3. Is anyone on either side positioned to break into the top tier?
There was a near-unanimous view that, among Republicans, only Huckabee has the potential to do so. But there was an equally strong view that it will be awfully difficult.
On the Democratic side, the challenge is even greater. A New Hampshire-based Democrat said New Mexico Gov. Bill Richardson is best positioned to move up. Sen. Christopher Dodd of Connecticut is looking for a boost from his endorsement by the International Association of Fire Fighters.
But Clinton, Obama and Edwards (in Iowa, at least) take up so much space, and the two leaders have so much money, that the others face long odds, despite their solid experience and credibility.
4. Does the new, turbo-charged calendar make Iowa and New Hampshire more important – or less?
More important, unless they aren’t – and that’s not as odd as it sounds.
In the Democratic field, none of the candidates is acting as if any states matter more than Iowa and New Hampshire. Democrats say that if Clinton wins Iowa, she will be extremely difficult to stop, short of some unexpected event.
On the Republican side, the calculations are different. Giuliani’s strategy is based on reaping a big batch of delegates on Feb. 5. But the idea that he will ignore Iowa and New Hampshire has been put to rest by his burst of activity in those states.
If there is no clarity coming out of the early states, the new calendar will take hold. “The new system makes the early states really important, but you still need the money to compete in the mass of primaries that hit February 5th,” said John G. Geer, a political scientist at Vanderbilt University.
That means alternative strategies could be winning strategies in 2008, and the real day of reckoning for Iowa and New Hampshire may be in 2012, not next year.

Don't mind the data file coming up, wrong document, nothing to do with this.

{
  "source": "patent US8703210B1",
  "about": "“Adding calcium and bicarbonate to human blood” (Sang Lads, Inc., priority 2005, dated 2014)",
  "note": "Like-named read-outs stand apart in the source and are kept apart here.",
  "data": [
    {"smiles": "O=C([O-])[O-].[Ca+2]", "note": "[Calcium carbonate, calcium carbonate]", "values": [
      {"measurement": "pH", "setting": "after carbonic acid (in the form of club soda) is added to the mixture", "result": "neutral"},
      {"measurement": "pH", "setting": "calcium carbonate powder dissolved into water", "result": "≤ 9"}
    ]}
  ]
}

5. Is it too late for Al Gore or Newt Gingrich to get into the race?
In a word, yes. Not that they couldn’t jump in. But the prospects do not look bright for either.
“It’s not too late for Al Gore and Newt to get in, but it’s certainly too late for either of them to win,” Newhouse said.
Thompson’s entry means far less room for Gingrich, and the former House speaker carries very high negatives. Gore enjoys significant popularity among Democrats, but because Democrats are happy with their candidates, there is no real yearning for him to enter.
6. Do ideas matter in this election?
Yes, but no candidate has yet seized the mantle of the ideas candidate – though Edwards has certainly tried.
“Ideas do matter,” a GOP strategist said. “The American people are sick of the nonsense. They’re cynical. They’re angry, they’re sick of the status quo. … They’re looking for someone to call them to action. … I don’t think anyone has effectively done that so far.”
Dan Gerstein, a centrist Democrat and strategist, said: “The reality is both parties are brain-dead – they have no new big ideas to deal with the challenges we face today. Which is why I continue to believe that there is an opening for an independent, reform-oriented campaign to run against politics as usual and on a solutions-driven message.”
7. When do I really need to start paying attention, and should I trust the polls?
If you’ve read this far, you’re obviously paying close attention already. If you jumped to this question first, here are some thoughts from those who live and breathe campaigns.
Many strategists are skeptical of all polls right now. Some strategists said they especially distrust national polls, but there were notable dissenters. Because there will be a virtual national primary on Feb. 5, nationwide polls may tell more about the race than in past years – and they still help candidates raise money.
But even in the early states, many voters don’t get serious until much closer to the contests, as Iowa showed in 2004 and as New Hampshire has demonstrated any number of times.
One Democrat said most people could wait until a month before the Iowa caucuses to start paying close attention. But another strategist said the early calendar, the extraordinary intensity of this campaign and the high stakes mean everyone should start paying attention between now and Thanksgiving to understand the candidates.
Some voters may prefer to take their lead from results in the early states, she said, but added, “If you’re making up your own mind, you should start now.”